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Gabapentin is as Effective as tramadol/acetaminophen Combination in the Treatment of painful Diabetic Neuropathy

Posted in Acetaminophen, Gabapentin, Tramadol

Gabapentin is used to help control partial seizures (convulsions) in the treatment of epilepsy. This medicine cannot cure epilepsy and will only work to control seizures for as long as you continue to take it.

Gabapentin is also used to manage a condition called postherpetic neuralgia, which is pain that occurs after shingles.

Gabapentin works in the brain to prevent seizures and relieve pain for certain conditions in the nervous system. It is not used for routine pain caused by minor injuries or arthritis. Gabapentin is an anticonvulsant.

This medicine is available only with your doctor’s prescription.

This product is available in the following dosage forms:

  • Capsule
  • Tablet
  • Solution
  • Suspension



This study compared the efficacy and safety of tramadol/acetaminophen (T/A) and gabapentin in the management of painful diabetic neuropathy.


An open, randomized, comparative study was conducted. Subjects with painful symmetric neuropathy in the lower limbs and mean pain-intensity score > or = 4 on a numeric rating scale were eligible. Subjects were randomized to receive either tramadol (37.5 mg)/acetaminophen (325 mg) or gabapentin (300 mg) for 6 weeks. After 2 weeks of the titration period (1200 mg/day for gabapentin and three tablets/day for T/A), the doses were maintained if the pain was relieved. The primary efficacy outcome was a reduction in pain intensity. Secondary measures evaluated a pain relief scale, a Brief Pain Inventory, a 36-item Short Form Health Survey, average pain intensity and sleep disturbance.


One hundred and sixty-three subjects (T/A 79; gabapentin 84) were included. At the final visit, the mean doses were 1575 mg/day for gabapentin and 4.22 tablets/day for T/A. Both groups were similar in terms of baseline pain intensity (mean intensity: T/A 6.7 +/- 1.6; gabapentin 6.3 +/- 1.6, P = 0.168). At the final visit, the mean reductions in pain intensity were similar in both groups (T/A -3.1 +/- 2.0; gabapentin -2.7 +/- 2.1, P = 0.744). Both groups had similar improvements in every Short Form Health Survey category and Brief Pain Inventory subcategory, and in the mean pain relief scores.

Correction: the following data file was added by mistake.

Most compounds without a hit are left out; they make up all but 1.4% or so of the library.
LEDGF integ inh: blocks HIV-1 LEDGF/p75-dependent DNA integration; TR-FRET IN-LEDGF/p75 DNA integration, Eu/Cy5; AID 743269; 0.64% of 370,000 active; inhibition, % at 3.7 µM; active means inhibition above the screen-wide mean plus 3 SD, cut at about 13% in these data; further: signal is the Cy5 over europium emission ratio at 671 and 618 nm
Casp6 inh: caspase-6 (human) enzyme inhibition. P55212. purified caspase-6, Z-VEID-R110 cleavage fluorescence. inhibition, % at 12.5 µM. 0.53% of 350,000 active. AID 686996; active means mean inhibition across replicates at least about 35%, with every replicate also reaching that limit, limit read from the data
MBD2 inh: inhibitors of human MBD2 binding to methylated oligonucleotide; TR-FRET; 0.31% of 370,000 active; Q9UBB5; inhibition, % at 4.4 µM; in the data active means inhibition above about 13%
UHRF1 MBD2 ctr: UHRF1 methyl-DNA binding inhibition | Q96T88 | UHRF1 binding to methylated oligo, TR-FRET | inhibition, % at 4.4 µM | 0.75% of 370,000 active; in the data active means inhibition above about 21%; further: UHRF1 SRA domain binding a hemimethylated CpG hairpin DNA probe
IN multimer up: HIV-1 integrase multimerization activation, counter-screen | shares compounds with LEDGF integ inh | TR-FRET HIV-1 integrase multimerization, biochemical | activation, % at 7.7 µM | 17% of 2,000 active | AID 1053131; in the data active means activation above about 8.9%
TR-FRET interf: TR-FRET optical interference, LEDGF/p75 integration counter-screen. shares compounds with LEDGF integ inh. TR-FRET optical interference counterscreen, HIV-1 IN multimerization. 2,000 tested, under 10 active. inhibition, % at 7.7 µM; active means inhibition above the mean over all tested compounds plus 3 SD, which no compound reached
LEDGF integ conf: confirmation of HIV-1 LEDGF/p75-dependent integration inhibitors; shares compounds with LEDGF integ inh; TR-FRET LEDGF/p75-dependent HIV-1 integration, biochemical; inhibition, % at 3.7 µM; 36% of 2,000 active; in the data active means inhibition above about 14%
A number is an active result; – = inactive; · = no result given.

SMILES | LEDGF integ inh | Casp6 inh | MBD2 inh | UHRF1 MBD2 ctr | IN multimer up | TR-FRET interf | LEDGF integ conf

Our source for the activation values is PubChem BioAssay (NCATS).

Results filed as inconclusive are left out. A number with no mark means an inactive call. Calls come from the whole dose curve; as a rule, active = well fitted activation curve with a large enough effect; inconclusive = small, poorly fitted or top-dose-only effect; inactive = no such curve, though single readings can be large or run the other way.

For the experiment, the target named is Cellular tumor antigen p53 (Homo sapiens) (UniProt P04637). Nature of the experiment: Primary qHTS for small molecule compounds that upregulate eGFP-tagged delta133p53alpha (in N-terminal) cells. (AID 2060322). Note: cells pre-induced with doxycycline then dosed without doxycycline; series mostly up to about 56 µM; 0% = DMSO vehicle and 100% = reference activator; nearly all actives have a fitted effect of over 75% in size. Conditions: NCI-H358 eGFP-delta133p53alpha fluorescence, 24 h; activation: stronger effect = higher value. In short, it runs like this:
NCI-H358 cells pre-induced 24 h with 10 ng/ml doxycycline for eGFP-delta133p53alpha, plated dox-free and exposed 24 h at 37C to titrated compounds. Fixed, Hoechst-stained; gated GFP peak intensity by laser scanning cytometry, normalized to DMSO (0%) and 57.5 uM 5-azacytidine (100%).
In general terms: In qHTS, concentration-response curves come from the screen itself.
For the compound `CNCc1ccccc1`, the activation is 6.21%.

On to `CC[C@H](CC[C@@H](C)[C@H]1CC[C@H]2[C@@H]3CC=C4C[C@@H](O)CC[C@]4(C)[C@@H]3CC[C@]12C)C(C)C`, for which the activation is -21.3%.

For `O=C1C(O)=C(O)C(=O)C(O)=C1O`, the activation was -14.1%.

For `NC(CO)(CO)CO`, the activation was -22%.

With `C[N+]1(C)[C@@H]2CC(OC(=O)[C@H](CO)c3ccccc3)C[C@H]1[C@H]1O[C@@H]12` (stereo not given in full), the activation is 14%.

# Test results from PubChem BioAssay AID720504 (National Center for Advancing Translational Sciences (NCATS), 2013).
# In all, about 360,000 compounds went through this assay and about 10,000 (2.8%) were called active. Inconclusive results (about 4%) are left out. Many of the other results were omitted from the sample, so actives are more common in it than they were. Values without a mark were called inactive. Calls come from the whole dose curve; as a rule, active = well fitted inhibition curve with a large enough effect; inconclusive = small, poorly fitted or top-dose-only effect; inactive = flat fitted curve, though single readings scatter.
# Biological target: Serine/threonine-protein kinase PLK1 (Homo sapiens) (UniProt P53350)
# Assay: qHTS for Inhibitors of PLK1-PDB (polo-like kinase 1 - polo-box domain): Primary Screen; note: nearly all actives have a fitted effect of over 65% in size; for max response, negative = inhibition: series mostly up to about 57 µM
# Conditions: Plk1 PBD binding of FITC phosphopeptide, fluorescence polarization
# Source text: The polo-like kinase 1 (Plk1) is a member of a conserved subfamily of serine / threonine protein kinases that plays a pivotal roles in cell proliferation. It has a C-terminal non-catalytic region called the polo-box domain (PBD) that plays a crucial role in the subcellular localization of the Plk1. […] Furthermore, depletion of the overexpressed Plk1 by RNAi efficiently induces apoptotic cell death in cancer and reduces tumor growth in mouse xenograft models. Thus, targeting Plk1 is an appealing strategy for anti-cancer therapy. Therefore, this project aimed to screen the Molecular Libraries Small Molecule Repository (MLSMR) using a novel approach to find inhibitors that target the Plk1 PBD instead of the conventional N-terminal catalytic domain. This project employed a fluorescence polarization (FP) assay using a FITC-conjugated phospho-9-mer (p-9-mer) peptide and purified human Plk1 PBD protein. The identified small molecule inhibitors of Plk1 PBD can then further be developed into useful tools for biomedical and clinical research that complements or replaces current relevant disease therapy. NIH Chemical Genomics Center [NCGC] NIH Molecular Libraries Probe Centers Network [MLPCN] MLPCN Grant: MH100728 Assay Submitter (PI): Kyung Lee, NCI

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This study suggests that the T/A combination treatment is as effective as gabapentin in the treatment of painful diabetic neuropathy in patients with Type 2 diabetes.

Gabapentin may cause side effects. Tell your doctor if any of these symptoms are severe or do not go away:

  • drowsiness
  • tiredness or weakness
  • dizziness
  • headache
  • uncontrollable shaking of a part of your body
  • double or blurred vision
  • unsteadiness
  • anxiety
  • memory problems
  • strange or unusual thoughts
  • unwanted eye movements
  • nausea
  • vomiting
  • heartburn
  • diarrhea
  • dry mouth
  • constipation
  • increased appetite
  • weight gain
  • swelling of the hands, feet, ankles, or lower legs
  • back or joint pain
  • fever
  • runny nose, sneezing, cough, sore throat, or flu-like symptoms
  • ear pain
  • red, itchy eyes (sometimes with swelling or discharge)

Some side effects may be serious. If you experience any of the following symptoms, call your doctor immediately:

  • rash
  • itching
  • swelling of the face, throat, tongue, lips, or eyes
  • hoarseness
  • difficulty swallowing or breathing
  • seizures
  • difficulty breathing; bluish-tinged skin, lips, or fingernails; confusion; or extreme sleepiness

Gabapentin may cause other side effects. Call your doctor if you have any unusual problems while taking this medication.

If you experience a serious side effect, you or your doctor may send a report to the Food and Drug Administration’s (FDA) MedWatch Adverse Event Reporting program online ( or by phone (1-800-332-1088).

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